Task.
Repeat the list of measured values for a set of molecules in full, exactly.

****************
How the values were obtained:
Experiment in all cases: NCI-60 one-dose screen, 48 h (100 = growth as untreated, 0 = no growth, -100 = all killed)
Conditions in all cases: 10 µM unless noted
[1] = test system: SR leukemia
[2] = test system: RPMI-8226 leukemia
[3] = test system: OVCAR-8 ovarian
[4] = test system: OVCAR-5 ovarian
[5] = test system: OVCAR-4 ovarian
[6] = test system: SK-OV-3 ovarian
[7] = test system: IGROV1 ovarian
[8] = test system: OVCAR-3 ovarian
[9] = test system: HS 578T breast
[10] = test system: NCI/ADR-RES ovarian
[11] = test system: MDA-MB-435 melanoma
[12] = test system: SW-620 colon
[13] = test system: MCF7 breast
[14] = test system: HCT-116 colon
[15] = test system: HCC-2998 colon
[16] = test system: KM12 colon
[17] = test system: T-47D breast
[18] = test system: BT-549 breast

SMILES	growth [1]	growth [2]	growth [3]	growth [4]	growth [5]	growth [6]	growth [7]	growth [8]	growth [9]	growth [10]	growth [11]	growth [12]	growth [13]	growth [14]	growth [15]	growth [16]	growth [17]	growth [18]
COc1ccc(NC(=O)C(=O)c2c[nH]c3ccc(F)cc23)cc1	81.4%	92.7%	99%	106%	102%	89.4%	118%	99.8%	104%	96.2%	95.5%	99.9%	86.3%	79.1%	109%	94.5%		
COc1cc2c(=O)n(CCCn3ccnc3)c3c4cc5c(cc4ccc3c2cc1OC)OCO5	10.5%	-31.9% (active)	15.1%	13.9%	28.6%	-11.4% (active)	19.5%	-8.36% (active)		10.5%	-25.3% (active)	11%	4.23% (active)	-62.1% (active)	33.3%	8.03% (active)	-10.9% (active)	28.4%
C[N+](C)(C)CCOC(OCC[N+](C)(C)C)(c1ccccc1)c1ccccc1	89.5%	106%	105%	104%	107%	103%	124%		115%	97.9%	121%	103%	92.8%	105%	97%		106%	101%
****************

How the values were obtained:
Experiment in all cases: NCI-60 one-dose screen, 48 h (100 = growth as untreated, 0 = no growth, -100 = all killed)
Conditions in all cases: 10 µM unless noted
[1] = test system: SR leukemia
[2] = test system: RPMI-8226 leukemia
[3] = test system: OVCAR-8 ovarian
[4] = test system: OVCAR-5 ovarian
[5] = test system: OVCAR-4 ovarian
[6] = test system: SK-OV-3 ovarian
[7] = test system: IGROV1 ovarian
[8] = test system: OVCAR-3 ovarian
[9] = test system: HS 578T breast
[10] = test system: NCI/ADR-RES ovarian
[11] = test system: MDA-MB-435 melanoma
[12] = test system: SW-620 colon
[13] = test system: MCF7 breast
[14] = test system: HCT-116 colon
[15] = test system: HCC-2998 colon
[16] = test system: KM12 colon
[17] = test system: T-47D breast
[18] = test system: BT-549 breast

SMILES	growth [1]	growth [2]	growth [3]	growth [4]	growth [5]	growth [6]	growth [7]	growth [8]	growth [9]	growth [10]	growth [11]	growth [12]	growth [13]	growth [14]	growth [15]	growth [16]	growth [17]	growth [18]
COc1ccc(NC(=O)C(=O)c2c[nH]c3ccc(F)cc23)cc1	81.4%	92.7%	99%	106%	102%	89.4%	118%	99.8%	104%	96.2%	95.5%	99.9%	86.3%	79.1%	109%	94.5%		
COc1cc2c(=O)n(CCCn3ccnc3)c3c4cc5c(cc4ccc3c2cc1OC)OCO5	10.5%	-31.9% (active)	15.1%	13.9%	28.6%	-11.4% (active)	19.5%	-8.36% (active)		10.5%	-25.3% (active)	11%	4.23% (active)	-62.1% (active)	33.3%	8.03% (active)	-10.9% (active)	28.4%
C[N+](C)(C)CCOC(OCC[N+](C)(C)C)(c1ccccc1)c1ccccc1	89.5%	106%	105%	104%	107%	103%	124%		115%	97.9%	121%	103%	92.8%	105%	97%		106%	101%